LL202 protects against dextran sulfate sodium-induced experimental colitis in mice by inhibiting MAPK/AP-1 signaling
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Yuan Gao1,*, Yujie Huang1,*, Yue Zhao1, Yang Hu1, Zhiyu Li2, Qinglong Guo1, Kai Zhao1, Na Lu1
1State Key Laboratory of Natural Medicines, Jiangsu Key Laboratory of Carcinogenesis and Intervention, Jiangsu Key Laboratory of Drug Design and Optimization, China Pharmaceutical University, Nanjing 210009, China
2School of Pharmacy, China Pharmaceutical University, Nanjing 210009, China
*These authors have contributed equally to this work
Na Lu, email: [email protected]
Kai Zhao, email: [email protected]
Keywords: LL202, colitis, inflammation, AP-1
Received: June 09, 2016 Accepted: August 26, 2016 Published: August 31, 2016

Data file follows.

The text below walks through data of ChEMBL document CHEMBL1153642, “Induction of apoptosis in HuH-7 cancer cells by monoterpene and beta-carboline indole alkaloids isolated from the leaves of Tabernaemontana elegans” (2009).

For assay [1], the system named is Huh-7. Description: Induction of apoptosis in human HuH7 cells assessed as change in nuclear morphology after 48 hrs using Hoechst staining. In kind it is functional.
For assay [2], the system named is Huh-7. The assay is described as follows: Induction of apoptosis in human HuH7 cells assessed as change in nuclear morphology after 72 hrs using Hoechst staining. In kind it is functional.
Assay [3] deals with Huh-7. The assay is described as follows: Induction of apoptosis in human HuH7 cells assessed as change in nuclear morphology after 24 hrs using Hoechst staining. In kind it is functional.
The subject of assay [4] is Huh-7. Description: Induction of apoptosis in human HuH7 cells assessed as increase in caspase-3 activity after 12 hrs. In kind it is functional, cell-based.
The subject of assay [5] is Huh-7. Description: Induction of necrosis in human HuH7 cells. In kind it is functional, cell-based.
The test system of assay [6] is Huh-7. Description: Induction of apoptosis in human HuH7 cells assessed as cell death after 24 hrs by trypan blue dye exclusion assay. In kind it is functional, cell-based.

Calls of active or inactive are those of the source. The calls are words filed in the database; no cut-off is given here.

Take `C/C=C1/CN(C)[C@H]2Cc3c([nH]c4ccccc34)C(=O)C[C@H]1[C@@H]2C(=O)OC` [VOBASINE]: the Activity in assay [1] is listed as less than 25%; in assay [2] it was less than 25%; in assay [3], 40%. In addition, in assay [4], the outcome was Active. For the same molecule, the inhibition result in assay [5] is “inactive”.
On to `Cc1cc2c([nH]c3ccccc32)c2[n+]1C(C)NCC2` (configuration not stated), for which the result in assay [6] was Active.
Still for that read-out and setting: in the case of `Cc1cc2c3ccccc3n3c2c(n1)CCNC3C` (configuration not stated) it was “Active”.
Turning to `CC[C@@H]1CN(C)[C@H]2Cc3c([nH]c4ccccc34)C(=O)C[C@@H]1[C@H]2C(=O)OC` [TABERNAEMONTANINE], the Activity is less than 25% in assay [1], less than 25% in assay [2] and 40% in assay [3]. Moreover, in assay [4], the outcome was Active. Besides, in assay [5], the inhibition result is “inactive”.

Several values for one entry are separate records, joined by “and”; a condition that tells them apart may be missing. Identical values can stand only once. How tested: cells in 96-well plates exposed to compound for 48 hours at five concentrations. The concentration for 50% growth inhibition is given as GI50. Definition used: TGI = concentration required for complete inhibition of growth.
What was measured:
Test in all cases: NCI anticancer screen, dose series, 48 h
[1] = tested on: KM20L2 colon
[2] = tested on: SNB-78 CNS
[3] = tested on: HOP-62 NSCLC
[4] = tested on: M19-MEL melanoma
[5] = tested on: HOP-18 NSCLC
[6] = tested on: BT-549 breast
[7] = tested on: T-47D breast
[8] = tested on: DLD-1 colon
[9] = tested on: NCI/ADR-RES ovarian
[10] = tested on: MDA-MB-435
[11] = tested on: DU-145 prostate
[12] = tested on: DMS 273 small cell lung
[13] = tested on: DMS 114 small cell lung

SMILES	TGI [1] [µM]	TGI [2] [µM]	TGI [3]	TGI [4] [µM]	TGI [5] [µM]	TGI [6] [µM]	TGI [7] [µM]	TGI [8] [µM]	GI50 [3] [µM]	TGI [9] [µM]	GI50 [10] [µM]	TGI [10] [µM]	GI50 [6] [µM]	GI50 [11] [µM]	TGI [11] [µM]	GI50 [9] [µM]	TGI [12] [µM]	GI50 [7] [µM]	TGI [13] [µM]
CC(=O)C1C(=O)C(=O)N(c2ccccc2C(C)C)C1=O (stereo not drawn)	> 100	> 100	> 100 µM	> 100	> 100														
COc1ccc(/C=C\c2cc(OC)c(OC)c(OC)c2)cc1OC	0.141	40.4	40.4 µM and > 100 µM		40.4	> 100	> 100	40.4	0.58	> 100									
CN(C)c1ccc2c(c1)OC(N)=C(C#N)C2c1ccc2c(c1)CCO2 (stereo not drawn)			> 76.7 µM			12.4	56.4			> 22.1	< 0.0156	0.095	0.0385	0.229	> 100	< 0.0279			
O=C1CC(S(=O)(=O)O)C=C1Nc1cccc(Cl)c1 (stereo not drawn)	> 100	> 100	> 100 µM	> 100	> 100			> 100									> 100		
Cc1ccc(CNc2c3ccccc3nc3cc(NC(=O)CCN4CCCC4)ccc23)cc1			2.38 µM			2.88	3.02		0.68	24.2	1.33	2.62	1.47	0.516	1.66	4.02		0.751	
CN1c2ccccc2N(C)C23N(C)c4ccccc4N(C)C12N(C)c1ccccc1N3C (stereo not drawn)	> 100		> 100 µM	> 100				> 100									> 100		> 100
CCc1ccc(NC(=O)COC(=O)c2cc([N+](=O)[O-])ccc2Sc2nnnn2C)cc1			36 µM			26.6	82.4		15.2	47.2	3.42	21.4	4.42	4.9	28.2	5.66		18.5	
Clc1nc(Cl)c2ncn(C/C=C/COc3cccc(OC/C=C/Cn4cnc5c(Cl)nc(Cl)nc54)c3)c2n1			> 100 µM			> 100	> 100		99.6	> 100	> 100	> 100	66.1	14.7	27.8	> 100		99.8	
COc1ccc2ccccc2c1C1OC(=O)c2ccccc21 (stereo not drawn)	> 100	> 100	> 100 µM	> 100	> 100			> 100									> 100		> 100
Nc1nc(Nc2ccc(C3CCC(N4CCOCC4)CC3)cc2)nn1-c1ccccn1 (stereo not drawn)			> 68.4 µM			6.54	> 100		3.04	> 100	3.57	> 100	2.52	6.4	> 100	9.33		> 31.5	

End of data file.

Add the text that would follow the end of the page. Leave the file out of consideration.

LL202, a newly-synthesized flavonoid derivative, has been reported to inhibit inflammatory-induced angiogenesis. However, the exact role of LL202 in inflammation along with its mechanism has not been explored. In this study, we investigated the anti-inflammatory effect of LL202 on intestinal inflammation by establishing dextran sulfate sodium (DSS)-induced experimental colitis. LL202 attenuated DSS-induced body weight loss, colon length shortening and colonic pathological damage. The inflammatory cells infiltration, myeloperoxidase (MPO) and inducible nitric oxide synthase (iNOS) activities were decreased by LL202 in a dose-dependent manner. LL202 reduced the production of pro-inflammatory cytokines in serum and colon of DSS-induced mice as well. Mechanically, LL202 could decrease the expression and nuclear translation of AP-1 to protect against DSS-induced colitis. In lipopolysaccharide (LPS)-induced THP-1 cells, LL202 markedly decreased the secretion, mRNA level and protein expression of IL-1β, IL-6 and TNF-α via inhibiting ERK/JNK/p38 MAPK pathways and the nuclear translocation of AP-1. Furthermore, these findings were confirmed in LPS-induced bone marrow derived macrophages (BMDM). In conclusion, our study demonstrated that LL202 could exert its anti-inflammatory effect via inhibiting MAPK/AP-1 signaling, which suggested that LL202 might be a potential effective drug for the treatment of inflammatory bowel diseases.
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